Coinciding with the announcement of UK Consumer Rights Bill (transposition of the EU Consumer Rights Directive) in the Queen's speech today, these further Commission initiatives look to complement wider EU efforts to protect people as citizens and consumers, for example by building a strong framework for police and judicial cooperation to tackle cross-border crime and by extensive reforms to financial services so taxpayers never again have to pay the bill for massive bank bail-outs.
The Commission is also announcing today proposals to reinforce the consumer rights of high-street bank customers.
It is twenty years since European Citizenship came into being with the ratification of the Maastricht Treaty and in that time nationals of EU member states have enjoyed unprecedented rights in terms of travel, working, living and doing business in fellow member states. UK citizens have been at the forefront of that.
These rights are now so commonly used that they are considered the norm. This is a sign of their success but in recent EU-wide surveys many thousands of EU citizens called for further improvement and reinforcement.
These calls have been backed in an on-going series of public meetings (Citizens' Dialogues) held with thousands of Europeans by Commission Vice-President Viviane Reding and other Commissioners and national politicians.
The Commission is now answering those calls for more and better rights, as part of the European Year of Citizens 2013.
The 2013 EU Citizenship Report sets out new ways to help Europeans make better use of their EU rights, from looking for a job in another EU country to providing opportunities for stronger participation in the democratic life of the Union.
Key proposals include making it easier for people to work and do training in another EU country; reducing paperwork for EU citizens living and travelling in the EU; and eliminating barriers to cross-border shopping.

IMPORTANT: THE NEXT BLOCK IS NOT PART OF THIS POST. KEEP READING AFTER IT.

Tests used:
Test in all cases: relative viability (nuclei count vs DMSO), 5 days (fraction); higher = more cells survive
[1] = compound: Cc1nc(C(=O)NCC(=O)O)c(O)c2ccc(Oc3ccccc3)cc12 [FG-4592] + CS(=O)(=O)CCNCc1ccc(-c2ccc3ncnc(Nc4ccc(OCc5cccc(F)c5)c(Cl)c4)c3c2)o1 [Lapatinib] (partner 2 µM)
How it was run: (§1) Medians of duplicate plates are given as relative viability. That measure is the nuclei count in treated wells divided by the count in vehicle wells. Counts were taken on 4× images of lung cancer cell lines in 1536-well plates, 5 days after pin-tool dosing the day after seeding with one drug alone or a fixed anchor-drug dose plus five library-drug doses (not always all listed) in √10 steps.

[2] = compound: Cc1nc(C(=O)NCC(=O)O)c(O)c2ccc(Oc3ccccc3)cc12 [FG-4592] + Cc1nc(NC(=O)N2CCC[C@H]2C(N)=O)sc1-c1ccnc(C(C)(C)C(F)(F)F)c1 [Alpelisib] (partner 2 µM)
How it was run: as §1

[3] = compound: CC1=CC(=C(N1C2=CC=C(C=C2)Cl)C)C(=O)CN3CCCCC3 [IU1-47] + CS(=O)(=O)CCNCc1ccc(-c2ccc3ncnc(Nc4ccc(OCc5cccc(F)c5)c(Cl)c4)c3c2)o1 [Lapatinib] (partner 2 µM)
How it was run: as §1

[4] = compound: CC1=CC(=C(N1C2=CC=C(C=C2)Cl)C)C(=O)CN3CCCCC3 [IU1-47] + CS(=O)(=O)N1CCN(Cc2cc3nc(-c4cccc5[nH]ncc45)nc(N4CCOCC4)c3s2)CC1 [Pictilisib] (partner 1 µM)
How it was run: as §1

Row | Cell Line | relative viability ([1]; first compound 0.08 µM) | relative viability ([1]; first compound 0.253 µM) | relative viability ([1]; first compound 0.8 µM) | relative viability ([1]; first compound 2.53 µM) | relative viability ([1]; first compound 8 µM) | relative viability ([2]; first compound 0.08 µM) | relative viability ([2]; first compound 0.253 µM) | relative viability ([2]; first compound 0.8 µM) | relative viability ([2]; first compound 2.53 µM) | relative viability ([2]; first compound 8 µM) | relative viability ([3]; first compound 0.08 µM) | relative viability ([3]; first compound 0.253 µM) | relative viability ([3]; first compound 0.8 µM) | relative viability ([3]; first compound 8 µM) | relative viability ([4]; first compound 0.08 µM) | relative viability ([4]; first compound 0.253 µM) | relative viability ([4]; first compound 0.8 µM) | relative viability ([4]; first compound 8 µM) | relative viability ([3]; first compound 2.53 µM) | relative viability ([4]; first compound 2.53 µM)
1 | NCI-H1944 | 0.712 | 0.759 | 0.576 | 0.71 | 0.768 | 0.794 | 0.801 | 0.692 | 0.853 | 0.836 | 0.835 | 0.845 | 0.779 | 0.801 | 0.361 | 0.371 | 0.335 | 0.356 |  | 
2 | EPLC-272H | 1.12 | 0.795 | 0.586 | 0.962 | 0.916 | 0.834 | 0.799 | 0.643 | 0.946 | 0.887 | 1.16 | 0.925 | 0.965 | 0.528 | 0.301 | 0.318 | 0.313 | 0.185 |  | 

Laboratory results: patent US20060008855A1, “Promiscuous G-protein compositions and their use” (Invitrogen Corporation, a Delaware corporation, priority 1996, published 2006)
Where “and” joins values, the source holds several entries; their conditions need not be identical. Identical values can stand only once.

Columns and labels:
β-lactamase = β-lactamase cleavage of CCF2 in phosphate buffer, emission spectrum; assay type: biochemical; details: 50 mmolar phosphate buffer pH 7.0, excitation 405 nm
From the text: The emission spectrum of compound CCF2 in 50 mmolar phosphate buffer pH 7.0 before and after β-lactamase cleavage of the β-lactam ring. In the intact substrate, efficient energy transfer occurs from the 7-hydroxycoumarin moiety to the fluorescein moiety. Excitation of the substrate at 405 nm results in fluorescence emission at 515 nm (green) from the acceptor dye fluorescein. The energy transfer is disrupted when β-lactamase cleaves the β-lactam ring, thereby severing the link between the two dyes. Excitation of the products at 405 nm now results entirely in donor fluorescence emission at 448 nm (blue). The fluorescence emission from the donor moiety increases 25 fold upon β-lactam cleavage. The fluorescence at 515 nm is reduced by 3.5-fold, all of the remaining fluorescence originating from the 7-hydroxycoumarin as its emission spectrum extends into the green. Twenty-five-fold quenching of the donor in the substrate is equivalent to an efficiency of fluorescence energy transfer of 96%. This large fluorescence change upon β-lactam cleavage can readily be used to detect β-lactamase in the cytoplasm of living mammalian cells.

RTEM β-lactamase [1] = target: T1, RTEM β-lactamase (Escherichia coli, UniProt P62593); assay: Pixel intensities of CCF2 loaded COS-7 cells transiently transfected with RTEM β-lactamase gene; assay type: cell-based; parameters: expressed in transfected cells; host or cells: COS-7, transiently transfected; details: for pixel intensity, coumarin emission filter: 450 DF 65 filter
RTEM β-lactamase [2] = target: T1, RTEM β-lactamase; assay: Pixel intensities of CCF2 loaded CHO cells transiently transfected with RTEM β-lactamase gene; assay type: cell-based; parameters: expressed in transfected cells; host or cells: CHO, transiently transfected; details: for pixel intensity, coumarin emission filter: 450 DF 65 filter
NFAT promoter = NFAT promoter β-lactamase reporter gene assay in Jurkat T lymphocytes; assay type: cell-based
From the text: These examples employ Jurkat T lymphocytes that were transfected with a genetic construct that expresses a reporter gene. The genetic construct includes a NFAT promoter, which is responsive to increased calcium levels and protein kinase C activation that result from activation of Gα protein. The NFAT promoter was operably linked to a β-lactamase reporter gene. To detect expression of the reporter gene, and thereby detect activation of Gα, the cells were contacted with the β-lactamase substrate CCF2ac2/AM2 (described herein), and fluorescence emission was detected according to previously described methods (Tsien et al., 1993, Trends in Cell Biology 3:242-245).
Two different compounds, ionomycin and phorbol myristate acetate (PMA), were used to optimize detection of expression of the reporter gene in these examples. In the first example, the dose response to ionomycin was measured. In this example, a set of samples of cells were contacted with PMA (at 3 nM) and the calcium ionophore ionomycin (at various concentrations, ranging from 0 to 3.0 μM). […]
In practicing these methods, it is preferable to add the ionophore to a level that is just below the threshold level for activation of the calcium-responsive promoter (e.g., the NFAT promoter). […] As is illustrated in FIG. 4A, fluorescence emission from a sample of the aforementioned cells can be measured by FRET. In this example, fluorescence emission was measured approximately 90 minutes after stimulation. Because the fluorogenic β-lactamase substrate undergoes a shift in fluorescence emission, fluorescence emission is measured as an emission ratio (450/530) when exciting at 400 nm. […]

Today's announcement comes as the Commission adopts the latest report on the application of the EU’s Charter of Fundamental Rights (see IP/13/411 and MEMO/13/411), including citizens’ rights such as the right to personal data protection. It is also accompanied by a report looking at progress made towards more effective EU citizenship, a track-record of enforcing EU citizens' rights, such as free movement, political rights or consular protection, and fighting discrimination on the grounds of nationality.
“EU citizenship is the crown jewel of European integration. It is to Political Union what the euro is to our Economic and Monetary Union. Today's Citizenship Report places EU citizens centre stage," said Vice-President Viviane Reding, the EU’s Commissioner for Justice, Fundamental Rights and Citizenship. “Ever since it was first included in the Treaties in 1993, EU citizenship has been evolving - but it is not yet mature: people still face obstacles exercising their rights in everyday life. We receive over 1 million enquiries every year from citizens on issues that relate to their rights. That is why today we are taking action to reinforce citizens’ rights in everyday situations, like looking for a job, shopping online or taking part in European decision-making.”